• RST is an input for Reset and power-down. When this pin goes low, hard power-down is enabled. This turns off all internal current sinks including the oscillator and the input pins are disconnected from the outside world. On the rising edge, the module is reset.
  • GND is the Ground Pin and needs to be connected to the GND pin on the Arduino.
  • IRQ is an interrupt pin that can alert the microcontroller when RFID tag comes into its vicinity.
  • MISO / SCL / Tx pin acts as Master-In-Slave-Out when SPI interface is enabled, acts as serial clock when I2C interface is enabled and acts as serial data output when UART interface is enabled.
  • MOSI (Master Out Slave In) is SPI input to the RC522 module. SCK (Serial Clock) accepts clock pulses provided by the SPI bus Master i.e. Arduino.
  • SS / SDA / Rx pin acts as Signal input when SPI interface is enabled, as serial data when I2C interface is enabled and as serial data input when UART interface is enabled. This pin is usually marked by encasing the pin in a square so it can be used as a reference for identifying the other pins. Now hook up the Arduino to the RFID reader, and download the required MFRC522 library.
MIFARE Classic 1K Memory Layout

The 1K memory of the Tag is organized in 16 sectors (from 0 to 15) Each sector is further divided into 4 blocks (block 0 to 3). Each block can store 16 bytes of data (from 0 to 15).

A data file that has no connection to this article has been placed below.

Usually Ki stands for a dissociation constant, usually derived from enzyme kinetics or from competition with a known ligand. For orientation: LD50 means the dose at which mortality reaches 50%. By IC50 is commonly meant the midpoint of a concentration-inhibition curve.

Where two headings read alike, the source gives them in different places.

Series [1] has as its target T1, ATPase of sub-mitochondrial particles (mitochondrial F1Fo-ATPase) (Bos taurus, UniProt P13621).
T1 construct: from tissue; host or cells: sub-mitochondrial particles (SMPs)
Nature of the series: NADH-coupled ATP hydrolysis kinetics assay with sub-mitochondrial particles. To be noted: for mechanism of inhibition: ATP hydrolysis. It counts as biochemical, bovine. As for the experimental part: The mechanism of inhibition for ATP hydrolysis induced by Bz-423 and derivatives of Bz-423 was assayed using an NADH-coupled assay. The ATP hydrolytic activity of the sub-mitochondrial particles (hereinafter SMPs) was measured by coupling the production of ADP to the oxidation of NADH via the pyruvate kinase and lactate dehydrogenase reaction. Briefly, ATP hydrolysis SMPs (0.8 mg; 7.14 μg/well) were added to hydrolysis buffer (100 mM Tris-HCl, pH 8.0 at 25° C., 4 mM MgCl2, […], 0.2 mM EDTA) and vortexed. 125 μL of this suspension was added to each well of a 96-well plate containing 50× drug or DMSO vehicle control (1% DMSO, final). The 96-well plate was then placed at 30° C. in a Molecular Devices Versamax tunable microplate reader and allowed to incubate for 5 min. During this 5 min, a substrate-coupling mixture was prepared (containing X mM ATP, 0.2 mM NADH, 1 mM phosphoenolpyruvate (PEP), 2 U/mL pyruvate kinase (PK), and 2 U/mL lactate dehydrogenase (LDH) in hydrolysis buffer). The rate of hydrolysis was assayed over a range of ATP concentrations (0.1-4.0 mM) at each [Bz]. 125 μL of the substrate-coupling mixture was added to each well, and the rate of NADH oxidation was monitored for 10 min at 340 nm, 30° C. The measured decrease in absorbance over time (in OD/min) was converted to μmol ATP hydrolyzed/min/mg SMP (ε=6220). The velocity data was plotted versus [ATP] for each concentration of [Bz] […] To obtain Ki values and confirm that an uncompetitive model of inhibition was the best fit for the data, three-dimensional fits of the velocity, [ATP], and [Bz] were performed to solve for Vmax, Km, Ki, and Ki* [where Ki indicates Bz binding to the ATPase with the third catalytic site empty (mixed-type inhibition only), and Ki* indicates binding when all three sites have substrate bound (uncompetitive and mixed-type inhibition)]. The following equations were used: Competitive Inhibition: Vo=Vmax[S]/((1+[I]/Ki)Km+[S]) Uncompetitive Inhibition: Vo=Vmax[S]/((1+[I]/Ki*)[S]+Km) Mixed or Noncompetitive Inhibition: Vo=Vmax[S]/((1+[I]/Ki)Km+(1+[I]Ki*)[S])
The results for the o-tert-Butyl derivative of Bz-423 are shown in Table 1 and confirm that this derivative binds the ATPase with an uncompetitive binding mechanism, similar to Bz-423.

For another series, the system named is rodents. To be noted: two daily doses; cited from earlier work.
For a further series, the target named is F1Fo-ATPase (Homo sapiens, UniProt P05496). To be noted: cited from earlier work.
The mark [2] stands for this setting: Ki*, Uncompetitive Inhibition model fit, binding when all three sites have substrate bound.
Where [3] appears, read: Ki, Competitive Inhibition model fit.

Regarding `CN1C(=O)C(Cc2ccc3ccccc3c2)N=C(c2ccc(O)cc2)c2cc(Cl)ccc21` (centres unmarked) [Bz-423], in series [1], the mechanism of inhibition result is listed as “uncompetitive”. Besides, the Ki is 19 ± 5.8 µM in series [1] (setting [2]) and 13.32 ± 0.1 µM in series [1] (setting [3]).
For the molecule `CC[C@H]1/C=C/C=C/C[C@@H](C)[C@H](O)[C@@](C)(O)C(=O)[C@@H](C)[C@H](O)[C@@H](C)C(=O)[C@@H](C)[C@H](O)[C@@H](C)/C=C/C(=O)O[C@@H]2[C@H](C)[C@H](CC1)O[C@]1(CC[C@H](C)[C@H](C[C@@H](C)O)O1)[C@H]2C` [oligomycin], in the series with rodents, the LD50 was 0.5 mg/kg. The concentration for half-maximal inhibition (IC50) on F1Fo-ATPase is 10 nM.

That means we have- 16 sectors x 4 blocks x 16 bytes of data = 1024 bytes = 1K memory The whole 1K memory with sectors, blocks and data is highlighted below.

The Block 3 of each sector is called Sector Trailer and contains information called Access Bits to grant read and write access to remaining blocks in a sector. That means only the bottom 3 blocks (block 0, 1 & 2) of each sector are actually available for data storage. The Block 0 of sector 0 is known as Manufacturer Block/Manufacturer Data contains the IC manufacturer data, and the Unique IDentifier (UID).

In order to read data from the card, we need to define an array of 18 bytes named readbackblock[18]. This can be used to read the written contents back.The MIFARE_Read method in MFRC522 library requires a buffer that is at least 18 bytes to hold the 16 bytes of a block.

Pseudo Code

  1. Array used for reading out a block:
byte readbackblock[18];
  1. Initialize serial communications with the PC ```c Init SPI bus

Init MFRC522 card (PCD: proximity coupling device)


3. Prepare the security key for the read and write functions.
```c
for (byte i = 0; i < 6; i++) 
	{
   		keyByte is defined in the "MIFARE_Key" 'struct' definition in the .h file of the library
	}

  1. In loop function: we first scan if there is a card in view, if yes, that card is selected for reading purpose.
    Look for new cards
    Select one of the cards
    Serial.println("card selected");
    
  2. This can be done using custom function called readBlock() which again takes two parameters – one is block number and other is array to store block contents.
    read the block back